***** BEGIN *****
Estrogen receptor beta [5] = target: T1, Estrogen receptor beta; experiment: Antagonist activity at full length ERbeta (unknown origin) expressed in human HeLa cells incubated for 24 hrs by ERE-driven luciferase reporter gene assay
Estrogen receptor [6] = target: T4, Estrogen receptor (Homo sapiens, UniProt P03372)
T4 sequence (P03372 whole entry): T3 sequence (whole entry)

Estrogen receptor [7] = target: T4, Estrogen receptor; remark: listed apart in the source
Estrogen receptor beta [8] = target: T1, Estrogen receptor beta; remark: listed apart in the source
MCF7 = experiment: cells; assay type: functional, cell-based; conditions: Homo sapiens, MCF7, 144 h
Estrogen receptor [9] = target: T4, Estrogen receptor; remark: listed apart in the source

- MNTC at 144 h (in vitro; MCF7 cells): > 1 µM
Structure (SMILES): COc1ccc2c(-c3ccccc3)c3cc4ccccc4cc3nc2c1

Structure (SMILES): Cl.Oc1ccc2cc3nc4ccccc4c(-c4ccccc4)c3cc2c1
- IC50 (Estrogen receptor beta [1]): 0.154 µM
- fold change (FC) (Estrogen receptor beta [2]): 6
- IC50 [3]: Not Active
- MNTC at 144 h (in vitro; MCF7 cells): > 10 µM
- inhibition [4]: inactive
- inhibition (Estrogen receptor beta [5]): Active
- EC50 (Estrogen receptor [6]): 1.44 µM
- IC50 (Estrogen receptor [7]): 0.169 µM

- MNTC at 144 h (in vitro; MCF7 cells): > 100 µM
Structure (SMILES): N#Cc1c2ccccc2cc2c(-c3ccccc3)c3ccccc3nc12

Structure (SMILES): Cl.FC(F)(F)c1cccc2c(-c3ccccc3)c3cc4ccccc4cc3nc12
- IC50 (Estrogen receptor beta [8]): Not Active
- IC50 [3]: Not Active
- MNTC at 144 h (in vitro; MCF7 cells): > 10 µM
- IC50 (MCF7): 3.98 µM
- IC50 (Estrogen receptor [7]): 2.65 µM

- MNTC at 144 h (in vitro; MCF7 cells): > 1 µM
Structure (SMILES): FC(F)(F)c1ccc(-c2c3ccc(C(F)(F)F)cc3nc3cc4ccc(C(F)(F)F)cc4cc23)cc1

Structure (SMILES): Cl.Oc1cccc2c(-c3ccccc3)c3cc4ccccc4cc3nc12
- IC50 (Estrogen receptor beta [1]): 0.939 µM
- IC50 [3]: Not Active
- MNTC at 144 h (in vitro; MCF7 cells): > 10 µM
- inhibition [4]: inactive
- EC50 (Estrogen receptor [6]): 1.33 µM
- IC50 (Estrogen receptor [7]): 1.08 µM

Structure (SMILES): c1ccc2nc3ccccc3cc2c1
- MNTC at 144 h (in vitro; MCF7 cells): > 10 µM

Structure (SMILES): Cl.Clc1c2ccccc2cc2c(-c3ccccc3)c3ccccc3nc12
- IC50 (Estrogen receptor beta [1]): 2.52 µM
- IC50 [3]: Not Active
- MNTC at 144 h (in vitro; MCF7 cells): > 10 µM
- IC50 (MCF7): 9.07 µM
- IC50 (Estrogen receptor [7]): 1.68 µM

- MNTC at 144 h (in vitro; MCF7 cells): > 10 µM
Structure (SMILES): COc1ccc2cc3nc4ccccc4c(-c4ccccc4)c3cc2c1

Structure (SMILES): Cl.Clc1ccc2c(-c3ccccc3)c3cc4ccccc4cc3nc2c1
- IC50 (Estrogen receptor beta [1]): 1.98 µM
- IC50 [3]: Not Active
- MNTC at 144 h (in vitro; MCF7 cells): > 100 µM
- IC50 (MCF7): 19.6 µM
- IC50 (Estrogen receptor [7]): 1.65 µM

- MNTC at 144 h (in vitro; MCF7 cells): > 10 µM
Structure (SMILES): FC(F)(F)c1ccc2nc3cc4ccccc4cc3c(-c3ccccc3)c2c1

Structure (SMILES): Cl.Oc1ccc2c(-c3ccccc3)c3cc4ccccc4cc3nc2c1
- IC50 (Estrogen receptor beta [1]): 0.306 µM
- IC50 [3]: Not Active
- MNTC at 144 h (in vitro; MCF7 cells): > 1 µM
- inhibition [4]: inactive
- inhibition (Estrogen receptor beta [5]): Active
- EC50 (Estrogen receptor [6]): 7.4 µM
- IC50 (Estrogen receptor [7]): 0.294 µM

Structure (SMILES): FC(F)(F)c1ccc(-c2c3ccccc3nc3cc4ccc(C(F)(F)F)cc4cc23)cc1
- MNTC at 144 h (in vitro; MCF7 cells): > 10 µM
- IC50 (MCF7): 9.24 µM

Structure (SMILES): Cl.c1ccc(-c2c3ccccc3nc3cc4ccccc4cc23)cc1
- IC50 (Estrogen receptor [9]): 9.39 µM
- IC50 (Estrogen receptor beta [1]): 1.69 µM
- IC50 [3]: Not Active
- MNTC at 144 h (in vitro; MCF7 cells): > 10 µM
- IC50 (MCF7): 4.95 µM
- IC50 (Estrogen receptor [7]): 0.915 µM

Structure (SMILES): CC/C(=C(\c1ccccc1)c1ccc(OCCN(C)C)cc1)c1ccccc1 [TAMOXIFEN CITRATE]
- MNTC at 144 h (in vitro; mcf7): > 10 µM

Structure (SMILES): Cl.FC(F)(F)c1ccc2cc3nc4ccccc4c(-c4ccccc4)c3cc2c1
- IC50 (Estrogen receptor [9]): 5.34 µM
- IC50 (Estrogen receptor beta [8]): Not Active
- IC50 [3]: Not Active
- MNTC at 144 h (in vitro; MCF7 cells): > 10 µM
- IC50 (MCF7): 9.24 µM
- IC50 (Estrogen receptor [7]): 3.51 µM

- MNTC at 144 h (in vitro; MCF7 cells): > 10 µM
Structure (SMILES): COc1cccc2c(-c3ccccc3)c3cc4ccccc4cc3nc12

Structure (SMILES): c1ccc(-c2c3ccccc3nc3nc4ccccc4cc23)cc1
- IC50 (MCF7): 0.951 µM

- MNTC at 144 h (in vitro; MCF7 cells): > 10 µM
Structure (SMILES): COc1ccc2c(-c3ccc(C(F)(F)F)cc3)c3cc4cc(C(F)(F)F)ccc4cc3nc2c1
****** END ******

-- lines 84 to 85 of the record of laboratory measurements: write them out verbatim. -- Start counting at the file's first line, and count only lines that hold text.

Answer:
- IC50 (MCF7): 0.951 µM

- MNTC at 144 h (in vitro; MCF7 cells): > 10 µM